New personal diet calculator compares your eating habits to guidelines

Want to know how closely your eating habits adhere to dietary guidelines?

Want to see how you rank among other Canadians your age?

Want to learn how you can change your diet to reduce your chance of a developing a chronic disease?

A new online tool can do all that for you.

The Dietary Pattern Calculator (DiPaC), developed by a cross-Canadian team led by University of British Columbia assistant professor Dr. Mahsa Jessri, is a screening tool that can help anyone make healthier food choices and for health-care providers to integrate food and nutrition information more easily into their practice.

The Canadian Journal of Dietetic Practice and Research published the methodology behind DiPaC.

“In under 15 minutes, DiPaC can capture how healthy your diet is overall, compare it to other Canadians of the same age and sex, and provide tips on how to change your eating habits for the better,” said Dr. Jessri, assistant professor in the Faculty of Land and Food Systems and Canada Research Chair in Nutritional Epidemiology for Population Health. “This assessment could become part of everyone’s electronic medical records and be used to identify patients who could benefit from a referral to a dietitian.”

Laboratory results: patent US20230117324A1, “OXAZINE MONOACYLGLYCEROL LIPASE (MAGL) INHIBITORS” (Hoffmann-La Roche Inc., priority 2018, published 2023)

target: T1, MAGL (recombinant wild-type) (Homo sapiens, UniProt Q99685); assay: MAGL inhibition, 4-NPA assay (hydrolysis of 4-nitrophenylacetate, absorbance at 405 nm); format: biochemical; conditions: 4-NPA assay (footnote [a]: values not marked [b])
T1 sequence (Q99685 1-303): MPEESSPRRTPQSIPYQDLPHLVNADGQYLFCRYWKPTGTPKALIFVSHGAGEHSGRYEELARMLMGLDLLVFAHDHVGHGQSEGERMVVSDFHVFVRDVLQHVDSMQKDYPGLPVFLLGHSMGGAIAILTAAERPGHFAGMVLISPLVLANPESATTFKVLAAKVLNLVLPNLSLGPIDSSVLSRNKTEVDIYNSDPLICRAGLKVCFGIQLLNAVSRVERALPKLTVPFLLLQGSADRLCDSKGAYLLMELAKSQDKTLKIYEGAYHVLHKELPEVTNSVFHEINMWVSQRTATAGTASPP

DiPaC asks its users a series of short questions about their physical activity and home-cooking practices, and how often they eat from nine food groups like sugar-sweetened beverages, fast foods, salty snacks, dark green and orange vegetables, fruits, legumes, and whole grains, among others.

Dr. Jessri’s research team identified these food groups as the strongest predictors of diet quality and non-communicable disease risk by studying the eating habits of more than 13,000 Canadians, as reported in the nutrition-specific version of the Canadian Community Health Survey.

Encouraging education and discussion around food as preventative medicine is important because what people eat can greatly affect their risk of chronic disease. According to a 2022 report from Diabetes Canada, 74.6 per cent of Canadian adults are not eating enough fruits and vegetables, and 46.2 per cent are physically inactive.

DiPaC was developed based on a North American diet using Canadian food surveys and nutritional data, so it won’t work for everyone — especially those adhering to special diets or with certain diseases, Dr. Jessri said.

Anyone can access DiPaC online at Project Big Life, a website that curates a number of health indicator calculators, led by Dr. Douglas Manuel, senior scientist in clinical epidemiology program at the Ottawa Hospital and distinguished professor in family medicine and public health at the University of Ottawa.

This research was funded by the Canadian Institutes of Health Research (CIHR), a Banting Foundation Discovery Grant, and the TD AI in Medicine (AIM) Hub at The Ottawa Hospital.